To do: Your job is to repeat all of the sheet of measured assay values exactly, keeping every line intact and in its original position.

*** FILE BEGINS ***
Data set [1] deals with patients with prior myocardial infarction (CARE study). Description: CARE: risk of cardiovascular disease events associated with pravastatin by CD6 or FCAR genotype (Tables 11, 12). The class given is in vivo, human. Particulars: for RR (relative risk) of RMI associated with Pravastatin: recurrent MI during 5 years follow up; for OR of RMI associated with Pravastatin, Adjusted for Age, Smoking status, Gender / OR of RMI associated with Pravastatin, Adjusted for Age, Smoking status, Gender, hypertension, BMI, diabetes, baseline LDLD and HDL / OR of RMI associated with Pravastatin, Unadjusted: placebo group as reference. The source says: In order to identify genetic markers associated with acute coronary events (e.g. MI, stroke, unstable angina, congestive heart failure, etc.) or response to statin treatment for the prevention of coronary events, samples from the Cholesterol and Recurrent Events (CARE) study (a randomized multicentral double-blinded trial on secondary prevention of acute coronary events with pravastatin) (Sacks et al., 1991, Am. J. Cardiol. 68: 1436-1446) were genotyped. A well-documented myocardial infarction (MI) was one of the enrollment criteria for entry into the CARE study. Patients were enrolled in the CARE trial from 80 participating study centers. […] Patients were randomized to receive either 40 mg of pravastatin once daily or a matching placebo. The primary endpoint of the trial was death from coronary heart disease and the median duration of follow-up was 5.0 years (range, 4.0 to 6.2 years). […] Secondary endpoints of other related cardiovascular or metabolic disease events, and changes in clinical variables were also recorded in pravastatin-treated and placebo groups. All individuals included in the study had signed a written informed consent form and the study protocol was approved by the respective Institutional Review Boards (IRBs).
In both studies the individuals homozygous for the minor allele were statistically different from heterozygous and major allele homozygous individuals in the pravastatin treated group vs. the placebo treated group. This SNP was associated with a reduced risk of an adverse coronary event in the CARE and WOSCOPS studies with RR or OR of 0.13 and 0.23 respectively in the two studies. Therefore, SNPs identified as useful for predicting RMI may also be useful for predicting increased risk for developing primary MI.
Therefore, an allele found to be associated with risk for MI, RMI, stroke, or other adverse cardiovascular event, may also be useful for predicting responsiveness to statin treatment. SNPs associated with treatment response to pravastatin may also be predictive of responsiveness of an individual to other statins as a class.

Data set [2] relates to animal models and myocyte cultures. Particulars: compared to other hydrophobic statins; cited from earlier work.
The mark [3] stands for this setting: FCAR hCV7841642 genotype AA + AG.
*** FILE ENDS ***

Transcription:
Data set [1] deals with patients with prior myocardial infarction (CARE study). Description: CARE: risk of cardiovascular disease events associated with pravastatin by CD6 or FCAR genotype (Tables 11, 12). The class given is in vivo, human. Particulars: for RR (relative risk) of RMI associated with Pravastatin: recurrent MI during 5 years follow up; for OR of RMI associated with Pravastatin, Adjusted for Age, Smoking status, Gender / OR of RMI associated with Pravastatin, Adjusted for Age, Smoking status, Gender, hypertension, BMI, diabetes, baseline LDLD and HDL / OR of RMI associated with Pravastatin, Unadjusted: placebo group as reference. The source says: In order to identify genetic markers associated with acute coronary events (e.g. MI, stroke, unstable angina, congestive heart failure, etc.) or response to statin treatment for the prevention of coronary events, samples from the Cholesterol and Recurrent Events (CARE) study (a randomized multicentral double-blinded trial on secondary prevention of acute coronary events with pravastatin) (Sacks et al., 1991, Am. J. Cardiol. 68: 1436-1446) were genotyped. A well-documented myocardial infarction (MI) was one of the enrollment criteria for entry into the CARE study. Patients were enrolled in the CARE trial from 80 participating study centers. […] Patients were randomized to receive either 40 mg of pravastatin once daily or a matching placebo. The primary endpoint of the trial was death from coronary heart disease and the median duration of follow-up was 5.0 years (range, 4.0 to 6.2 years). […] Secondary endpoints of other related cardiovascular or metabolic disease events, and changes in clinical variables were also recorded in pravastatin-treated and placebo groups. All individuals included in the study had signed a written informed consent form and the study protocol was approved by the respective Institutional Review Boards (IRBs).
In both studies the individuals homozygous for the minor allele were statistically different from heterozygous and major allele homozygous individuals in the pravastatin treated group vs. the placebo treated group. This SNP was associated with a reduced risk of an adverse coronary event in the CARE and WOSCOPS studies with RR or OR of 0.13 and 0.23 respectively in the two studies. Therefore, SNPs identified as useful for predicting RMI may also be useful for predicting increased risk for developing primary MI.
Therefore, an allele found to be associated with risk for MI, RMI, stroke, or other adverse cardiovascular event, may also be useful for predicting responsiveness to statin treatment. SNPs associated with treatment response to pravastatin may also be predictive of responsiveness of an individual to other statins as a class.

Data set [2] relates to animal models and myocyte cultures. Particulars: compared to other hydrophobic statins; cited from earlier work.
The mark [3] stands for this setting: FCAR hCV7841642 genotype AA + AG.